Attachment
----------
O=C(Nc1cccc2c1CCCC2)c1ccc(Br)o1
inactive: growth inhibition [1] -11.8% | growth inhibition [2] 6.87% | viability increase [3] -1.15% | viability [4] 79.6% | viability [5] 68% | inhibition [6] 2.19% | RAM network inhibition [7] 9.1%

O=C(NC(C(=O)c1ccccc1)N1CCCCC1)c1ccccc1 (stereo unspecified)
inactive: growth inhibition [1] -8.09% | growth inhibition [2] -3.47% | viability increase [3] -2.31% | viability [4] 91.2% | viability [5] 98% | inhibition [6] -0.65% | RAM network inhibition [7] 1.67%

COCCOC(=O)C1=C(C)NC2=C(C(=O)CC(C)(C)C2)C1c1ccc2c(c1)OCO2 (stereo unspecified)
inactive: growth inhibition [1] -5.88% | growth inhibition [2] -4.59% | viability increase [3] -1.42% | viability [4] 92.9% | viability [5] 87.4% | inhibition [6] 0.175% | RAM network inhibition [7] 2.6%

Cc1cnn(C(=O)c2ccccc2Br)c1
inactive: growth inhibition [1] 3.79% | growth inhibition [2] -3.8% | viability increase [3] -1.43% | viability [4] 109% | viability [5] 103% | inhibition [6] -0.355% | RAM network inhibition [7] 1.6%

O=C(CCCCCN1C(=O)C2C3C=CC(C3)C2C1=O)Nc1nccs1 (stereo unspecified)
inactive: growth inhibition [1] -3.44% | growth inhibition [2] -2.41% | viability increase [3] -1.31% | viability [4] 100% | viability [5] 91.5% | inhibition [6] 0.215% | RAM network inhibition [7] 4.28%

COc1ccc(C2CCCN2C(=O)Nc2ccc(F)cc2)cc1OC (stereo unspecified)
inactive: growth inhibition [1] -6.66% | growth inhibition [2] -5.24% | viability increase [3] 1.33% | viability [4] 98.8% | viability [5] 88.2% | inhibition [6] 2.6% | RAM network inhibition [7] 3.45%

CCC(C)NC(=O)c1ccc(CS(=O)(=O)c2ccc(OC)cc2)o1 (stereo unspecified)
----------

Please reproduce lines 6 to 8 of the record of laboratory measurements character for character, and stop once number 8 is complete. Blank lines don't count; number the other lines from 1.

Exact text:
inactive: growth inhibition [1] -5.88% | growth inhibition [2] -4.59% | viability increase [3] -1.42% | viability [4] 92.9% | viability [5] 87.4% | inhibition [6] 0.175% | RAM network inhibition [7] 2.6%

Cc1cnn(C(=O)c2ccccc2Br)c1
inactive: growth inhibition [1] 3.79% | growth inhibition [2] -3.8% | viability increase [3] -1.43% | viability [4] 109% | viability [5] 103% | inhibition [6] -0.355% | RAM network inhibition [7] 1.6%